Author : John E. Charalambakis
Date : November 24, 2014
We have entered an era where currency values may move markets into uncharted territory. At the same time complacency and the fact that investments are driven by central banks’ moves, has created an atmosphere where investment activity is more reactive rather than anticipatory. As I wrote in the November 7th commentary I believe that the strength of the greenback will continue and that the gains seen so far in the last five-six months represent a prelude to future advances. Historically speaking currency swings are sustained for a period of at least 18-24 months, hence as the prospects for growth in the US strengthen (vis-a-vis the EU’s growth prospects), the US greenback is expected to strengthen further. However, this trend will be supplemented by moves already underway. Specifically, the determination of the ECB and the central bank of Japan for significant rounds of quantitative easing – while the Chinese reduce their interest rates – will only give wings to the greenback.
As the graph below shows the USD trade-weighted index has taken off, which has three immediate effects (among others): First, it reduces the purchasing power of multinationals’ cash sitting overseas; second, it attracts capital in the US; and third, tends to be negatively correlated with prices of commodities.
Again, as I wrote previously, I believe that while this negative correlation may be sustained for a number of commodities it will be not sustained for precious metals. The prices of the latter are susceptible to some fundamental changes underway, such as higher demand from China and India, the fact that Russia’s central bank can buy local miners’ production in rubles simply by printing them, institutional changes in the way that those prices are settled, sought-after alternative investments, low prices , and low yields (among others), all of which could start the rising tide for precious metals in 2015 and stronger wings in 2016.
The US equity markets seem to trade lately within a narrow range and to some extent they also seem over-stretched seeking some breathing room. If that breathing room is extended, we anticipate that 2015 will start on a healthier basis. If not, we may have a bumpy ride in the beginning.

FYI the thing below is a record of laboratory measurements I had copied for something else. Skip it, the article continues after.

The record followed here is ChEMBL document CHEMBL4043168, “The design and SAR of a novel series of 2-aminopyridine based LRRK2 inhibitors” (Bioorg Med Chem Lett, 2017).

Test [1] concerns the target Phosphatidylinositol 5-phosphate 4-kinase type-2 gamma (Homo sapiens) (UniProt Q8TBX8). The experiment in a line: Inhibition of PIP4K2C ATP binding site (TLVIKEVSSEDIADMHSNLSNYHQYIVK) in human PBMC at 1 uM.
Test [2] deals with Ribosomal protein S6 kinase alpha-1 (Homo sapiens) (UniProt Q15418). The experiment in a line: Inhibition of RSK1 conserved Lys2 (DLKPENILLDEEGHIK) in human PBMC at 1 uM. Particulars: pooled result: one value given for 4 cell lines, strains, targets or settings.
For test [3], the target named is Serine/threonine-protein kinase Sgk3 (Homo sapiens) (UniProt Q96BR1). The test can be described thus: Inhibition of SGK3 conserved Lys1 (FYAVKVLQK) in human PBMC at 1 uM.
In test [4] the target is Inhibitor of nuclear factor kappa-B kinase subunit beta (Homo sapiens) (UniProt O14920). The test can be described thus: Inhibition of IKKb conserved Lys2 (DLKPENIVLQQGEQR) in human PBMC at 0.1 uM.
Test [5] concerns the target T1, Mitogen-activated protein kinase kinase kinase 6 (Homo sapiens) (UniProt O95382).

Overall however, the US equity markets seem to be preparing themselves for another decent year in which the EU and possibly the Chinese and the Japanese markets will also demonstrate good performances. The EU markets will be supported not only by the ECB’s actions that may advance liquidity, but also by higher exports and corporate earnings (a 10% drop in the Euro is anticipated to raise corporate profits in the EU by 7%). The locomotive is expected to be the US which as the following two graphs show, is experiencing an energy renaissance with declining energy imports and improving current account balances.
What then should we expect of emerging markets? Traditionally, their revenue from exporting primary materials and commodities declines due to the rising dollar and lower commodities prices. However, in the unfolding era we may see that the US locomotive may not only increase volumes but also foreign direct investments.
Someone may say, “All these sound wonderful”. This might be true until the next crisis hits at which point – as this past week’s revelations showed – all major players and the global financial system may be “toasted”. We shall return in the forthcoming weeks with commentaries related to the threats forming in the horizon of the global economy, but for now I will only mention that complacency that leads to crowded trades is dangerous simply because at the time of crisis the liquidity will not be there to support the exit that everybody would want.